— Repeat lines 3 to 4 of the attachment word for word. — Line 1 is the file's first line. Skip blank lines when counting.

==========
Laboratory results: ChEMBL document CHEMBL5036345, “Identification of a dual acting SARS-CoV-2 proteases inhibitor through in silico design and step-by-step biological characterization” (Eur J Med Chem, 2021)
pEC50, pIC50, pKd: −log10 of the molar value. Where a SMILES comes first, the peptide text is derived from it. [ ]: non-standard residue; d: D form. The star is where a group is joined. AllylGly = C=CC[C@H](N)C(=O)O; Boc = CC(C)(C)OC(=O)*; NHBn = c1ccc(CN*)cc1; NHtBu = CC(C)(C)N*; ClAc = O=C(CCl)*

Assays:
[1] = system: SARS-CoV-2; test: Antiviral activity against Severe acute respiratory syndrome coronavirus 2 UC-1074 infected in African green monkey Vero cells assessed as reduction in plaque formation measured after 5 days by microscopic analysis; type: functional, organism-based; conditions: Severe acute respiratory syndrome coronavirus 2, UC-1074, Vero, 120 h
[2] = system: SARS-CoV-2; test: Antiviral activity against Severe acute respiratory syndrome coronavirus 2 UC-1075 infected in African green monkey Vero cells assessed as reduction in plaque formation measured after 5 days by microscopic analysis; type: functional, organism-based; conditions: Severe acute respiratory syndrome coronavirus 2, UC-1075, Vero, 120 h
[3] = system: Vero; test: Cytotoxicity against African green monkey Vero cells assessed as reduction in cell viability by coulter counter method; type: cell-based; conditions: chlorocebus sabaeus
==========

Assays:
[1] = system: SARS-CoV-2; test: Antiviral activity against Severe acute respiratory syndrome coronavirus 2 UC-1074 infected in African green monkey Vero cells assessed as reduction in plaque formation measured after 5 days by microscopic analysis; type: functional, organism-based; conditions: Severe acute respiratory syndrome coronavirus 2, UC-1074, Vero, 120 h